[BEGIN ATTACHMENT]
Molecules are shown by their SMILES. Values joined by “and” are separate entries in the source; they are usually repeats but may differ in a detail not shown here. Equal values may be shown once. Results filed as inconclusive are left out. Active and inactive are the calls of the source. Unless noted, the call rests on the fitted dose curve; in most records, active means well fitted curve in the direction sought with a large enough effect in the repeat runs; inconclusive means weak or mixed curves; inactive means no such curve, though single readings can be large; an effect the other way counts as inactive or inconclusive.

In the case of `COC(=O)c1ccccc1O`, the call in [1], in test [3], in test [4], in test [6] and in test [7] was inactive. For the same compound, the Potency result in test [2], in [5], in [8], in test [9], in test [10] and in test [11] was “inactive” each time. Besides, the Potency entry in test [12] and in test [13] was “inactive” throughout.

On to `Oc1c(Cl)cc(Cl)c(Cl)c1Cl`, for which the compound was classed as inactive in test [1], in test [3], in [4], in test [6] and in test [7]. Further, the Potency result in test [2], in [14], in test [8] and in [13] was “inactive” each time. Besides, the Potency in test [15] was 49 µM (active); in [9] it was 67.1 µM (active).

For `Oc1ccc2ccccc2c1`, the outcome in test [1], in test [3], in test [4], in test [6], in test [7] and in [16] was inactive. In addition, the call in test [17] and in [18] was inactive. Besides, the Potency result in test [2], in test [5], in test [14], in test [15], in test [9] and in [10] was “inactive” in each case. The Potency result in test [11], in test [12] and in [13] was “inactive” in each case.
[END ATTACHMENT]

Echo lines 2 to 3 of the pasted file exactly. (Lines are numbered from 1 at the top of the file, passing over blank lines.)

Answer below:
In the case of `COC(=O)c1ccccc1O`, the call in [1], in test [3], in test [4], in test [6] and in test [7] was inactive. For the same compound, the Potency result in test [2], in [5], in [8], in test [9], in test [10] and in test [11] was “inactive” each time. Besides, the Potency entry in test [12] and in test [13] was “inactive” throughout.

On to `Oc1c(Cl)cc(Cl)c(Cl)c1Cl`, for which the compound was classed as inactive in test [1], in test [3], in [4], in test [6] and in test [7]. Further, the Potency result in test [2], in [14], in test [8] and in [13] was “inactive” each time. Besides, the Potency in test [15] was 49 µM (active); in [9] it was 67.1 µM (active).